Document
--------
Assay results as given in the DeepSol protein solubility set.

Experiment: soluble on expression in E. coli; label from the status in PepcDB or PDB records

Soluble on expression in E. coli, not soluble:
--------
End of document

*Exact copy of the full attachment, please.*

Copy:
Assay results as given in the DeepSol protein solubility set.

Experiment: soluble on expression in E. coli; label from the status in PepcDB or PDB records

Soluble on expression in E. coli, not soluble: